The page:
From Thursday 24 through Sunday 27 November the Tenso Music Days will take place in Muziekgebouw aan ‘t IJ in Amsterdam. It’s been seven years since this ambitious choral festival took place in the Netherlands, and this edition features internationally renowned ensembles such as Cappella Amsterdam, Netherlands Chamber Choir, Polski Chór Kameralny and the Frensh chamber choir Aedes.
There are workshops, master classes and concerts that both present the canon of choral master works and new compositions by e.g. Tenso Award winner Georgi Sztjonanov and the upcoming Estonian composer Evelin Seppar. The festival will be opened on Thursday 24 November with the programme again and again, named after a composition by Grammy Award winning David Lang, whose solitary will receive its world première that evening.
Lang wrote solitary for Cappella Amsterdam, and I will introduce it during a public talk with conductor Daniel Reusss at 4.45 pm, followed by a public rehearsal. I’ll also moderate the pre concert talk from 7.15 to 7.45 in Muziekgebouw aan ‘t IJ. Unfortunately David Lang cannot be present, so I asked him some questions on his new work.
What typifies you as a composer?
‘When I was young I got interested in all kinds of music, not just classical. I played jazz trombone in a big band and guitar in a garage band – I didn’t just want to do classical music. When I did eventually focus on classical music it always surprised me that it was seen as something separate from all the other types of music, that it was its own world.’
‘I would tell my friends that I was a classical musician, and they would look at me like I was from Mars. This always made me feel bad, but it also made me feel that we weren’t doing enough, as classical musicians, to advocate for the universality of the musical experience.’
‘Pretty much everything I have done for the past 30 years – composing, teaching, programming, creating Bang on a Can with my friends Michael Gordon and Julia Wolfe – has been about trying to explain to the world that all borders between musical genres are artificial and that they keep people from hearing things they really need to hear.’
How would you describe ‘solitary to a non versed audience?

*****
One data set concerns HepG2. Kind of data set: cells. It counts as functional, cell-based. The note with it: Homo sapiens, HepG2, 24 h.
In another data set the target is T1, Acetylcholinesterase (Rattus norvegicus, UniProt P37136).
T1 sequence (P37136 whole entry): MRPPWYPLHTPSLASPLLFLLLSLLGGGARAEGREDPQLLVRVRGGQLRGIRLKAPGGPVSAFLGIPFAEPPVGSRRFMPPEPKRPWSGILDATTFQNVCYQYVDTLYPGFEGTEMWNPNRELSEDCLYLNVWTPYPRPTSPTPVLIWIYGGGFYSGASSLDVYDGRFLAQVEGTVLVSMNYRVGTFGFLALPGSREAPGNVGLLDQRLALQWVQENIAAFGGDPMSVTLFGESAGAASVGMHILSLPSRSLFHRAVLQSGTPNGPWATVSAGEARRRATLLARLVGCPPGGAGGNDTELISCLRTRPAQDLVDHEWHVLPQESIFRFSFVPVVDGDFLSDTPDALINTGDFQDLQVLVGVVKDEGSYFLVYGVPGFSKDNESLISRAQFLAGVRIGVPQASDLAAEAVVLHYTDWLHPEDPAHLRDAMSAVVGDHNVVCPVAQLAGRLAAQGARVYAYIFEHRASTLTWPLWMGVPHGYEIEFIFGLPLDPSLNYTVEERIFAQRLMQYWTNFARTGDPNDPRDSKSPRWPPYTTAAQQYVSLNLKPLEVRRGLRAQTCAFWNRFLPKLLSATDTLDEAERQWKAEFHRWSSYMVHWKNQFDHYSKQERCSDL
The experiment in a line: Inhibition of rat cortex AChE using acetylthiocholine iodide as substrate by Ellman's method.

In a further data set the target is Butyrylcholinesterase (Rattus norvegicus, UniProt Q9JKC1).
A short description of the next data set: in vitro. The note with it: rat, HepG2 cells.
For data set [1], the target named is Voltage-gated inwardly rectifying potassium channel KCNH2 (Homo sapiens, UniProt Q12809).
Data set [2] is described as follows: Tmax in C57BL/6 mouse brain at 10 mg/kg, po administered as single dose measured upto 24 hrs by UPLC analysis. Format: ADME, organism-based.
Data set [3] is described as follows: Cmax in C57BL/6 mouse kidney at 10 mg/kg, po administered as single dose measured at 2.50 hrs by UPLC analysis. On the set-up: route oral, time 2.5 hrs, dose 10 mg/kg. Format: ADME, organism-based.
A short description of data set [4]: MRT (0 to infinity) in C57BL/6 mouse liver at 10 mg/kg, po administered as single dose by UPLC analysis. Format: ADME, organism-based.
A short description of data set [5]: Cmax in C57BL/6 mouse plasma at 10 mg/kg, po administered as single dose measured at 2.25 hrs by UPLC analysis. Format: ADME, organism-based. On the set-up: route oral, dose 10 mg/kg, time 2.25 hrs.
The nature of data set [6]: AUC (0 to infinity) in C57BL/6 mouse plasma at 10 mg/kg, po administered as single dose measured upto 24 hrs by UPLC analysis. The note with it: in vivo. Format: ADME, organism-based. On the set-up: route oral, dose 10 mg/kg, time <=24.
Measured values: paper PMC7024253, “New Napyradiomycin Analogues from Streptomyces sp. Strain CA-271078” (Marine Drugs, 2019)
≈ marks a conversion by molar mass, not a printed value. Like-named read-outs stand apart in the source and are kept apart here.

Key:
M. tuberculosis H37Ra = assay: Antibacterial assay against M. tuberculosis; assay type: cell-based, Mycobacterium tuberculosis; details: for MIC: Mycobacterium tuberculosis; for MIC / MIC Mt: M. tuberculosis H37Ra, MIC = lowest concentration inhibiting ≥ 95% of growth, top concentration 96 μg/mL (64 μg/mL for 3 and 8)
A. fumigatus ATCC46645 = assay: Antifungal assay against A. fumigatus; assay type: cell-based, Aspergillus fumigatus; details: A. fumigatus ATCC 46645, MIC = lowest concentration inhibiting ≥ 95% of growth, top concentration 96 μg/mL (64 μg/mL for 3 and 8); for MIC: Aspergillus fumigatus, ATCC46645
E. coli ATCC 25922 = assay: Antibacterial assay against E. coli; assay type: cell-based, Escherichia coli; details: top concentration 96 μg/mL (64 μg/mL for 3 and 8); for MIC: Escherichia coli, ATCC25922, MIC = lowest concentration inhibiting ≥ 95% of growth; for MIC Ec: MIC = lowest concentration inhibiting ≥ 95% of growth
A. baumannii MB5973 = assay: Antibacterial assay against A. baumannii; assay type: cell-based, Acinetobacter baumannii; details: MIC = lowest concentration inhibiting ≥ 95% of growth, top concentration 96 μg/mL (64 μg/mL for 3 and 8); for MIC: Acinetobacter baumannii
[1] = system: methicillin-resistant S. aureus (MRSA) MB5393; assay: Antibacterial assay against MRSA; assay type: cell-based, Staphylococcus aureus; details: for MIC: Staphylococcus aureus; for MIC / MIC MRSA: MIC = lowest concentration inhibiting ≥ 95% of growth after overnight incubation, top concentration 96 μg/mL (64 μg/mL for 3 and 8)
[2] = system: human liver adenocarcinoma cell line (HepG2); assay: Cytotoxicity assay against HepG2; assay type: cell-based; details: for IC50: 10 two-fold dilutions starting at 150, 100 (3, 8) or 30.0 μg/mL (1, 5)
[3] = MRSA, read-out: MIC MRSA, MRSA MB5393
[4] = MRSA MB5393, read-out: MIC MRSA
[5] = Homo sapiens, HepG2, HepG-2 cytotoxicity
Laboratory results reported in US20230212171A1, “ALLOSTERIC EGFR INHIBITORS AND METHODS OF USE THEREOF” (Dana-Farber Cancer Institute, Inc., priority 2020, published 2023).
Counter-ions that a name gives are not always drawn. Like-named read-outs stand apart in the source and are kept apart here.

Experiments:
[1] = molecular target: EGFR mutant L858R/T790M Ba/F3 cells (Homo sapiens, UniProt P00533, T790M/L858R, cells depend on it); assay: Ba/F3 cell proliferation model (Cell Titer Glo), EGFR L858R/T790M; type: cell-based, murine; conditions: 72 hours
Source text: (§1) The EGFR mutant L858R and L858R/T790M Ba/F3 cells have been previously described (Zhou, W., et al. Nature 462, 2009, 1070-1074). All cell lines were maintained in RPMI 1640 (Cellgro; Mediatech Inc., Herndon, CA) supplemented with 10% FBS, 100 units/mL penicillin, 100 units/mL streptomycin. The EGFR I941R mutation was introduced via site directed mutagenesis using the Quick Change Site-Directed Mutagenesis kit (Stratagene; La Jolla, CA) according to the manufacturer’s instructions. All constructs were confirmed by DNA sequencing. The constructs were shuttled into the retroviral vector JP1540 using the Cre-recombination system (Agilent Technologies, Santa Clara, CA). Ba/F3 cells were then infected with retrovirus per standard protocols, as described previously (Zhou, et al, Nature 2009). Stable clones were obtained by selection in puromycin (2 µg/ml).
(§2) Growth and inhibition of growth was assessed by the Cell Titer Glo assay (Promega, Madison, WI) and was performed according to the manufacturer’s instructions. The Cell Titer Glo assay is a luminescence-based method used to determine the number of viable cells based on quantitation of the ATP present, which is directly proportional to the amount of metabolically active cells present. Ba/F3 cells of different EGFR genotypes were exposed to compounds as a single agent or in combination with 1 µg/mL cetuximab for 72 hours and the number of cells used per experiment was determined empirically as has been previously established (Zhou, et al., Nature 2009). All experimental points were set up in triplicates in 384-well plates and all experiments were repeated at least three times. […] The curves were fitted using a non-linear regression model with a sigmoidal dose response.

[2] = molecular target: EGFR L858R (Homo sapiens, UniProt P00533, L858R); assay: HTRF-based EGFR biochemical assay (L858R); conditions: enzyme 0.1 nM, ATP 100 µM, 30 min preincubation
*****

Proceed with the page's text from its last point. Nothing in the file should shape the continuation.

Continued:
‘It is a setting of the Book of Lamentations, that I’ve always been a big fan of. Ít seems to see deep inside the weaknesses of people, into the darkest places in our souls, and it is very clear about the punishments we deserve for not being better people. Some biblical texts are much softer encouragements for us to try to do better, but Lamentations is hard core. I wanted to look closely at just how hard core it is, so I made my lyrics by compiling a list of all the horrible things that will happen to us if we don’t change ourselves, in the order that these are mentioned in the original text.’
What did you do first when you started composing it?
‘In order to write the music, and in keeping with the subject, I made myself as miserable as possible. For me the great thing about composing is that it requires a lot of time spent alone, in my studio, trying to be honest with myself about what I think and feel. I am interested in writing this music not really to entertain people, but because it is important for me, as a person, to spend time examining my own life – trying to imagine how to be a better person, and how music might help that happen.’
‘So I started with my own emotional trajectory. Then I added notes. Since the lyrics are just a list of horrible things, I started composing with the idea that all the singers would sing the list from start to finish, in the most methodical and straightforward way possible. This became the skeleton of the piece. After that I imagined that individual singers, like individual people, might feel the power of this list at different times and could emerge, as solos, from the texture of the choir.’
In my public introduction I’ll talk to Daniel Reuss and two singers in the hope of giving you some more insight into the music.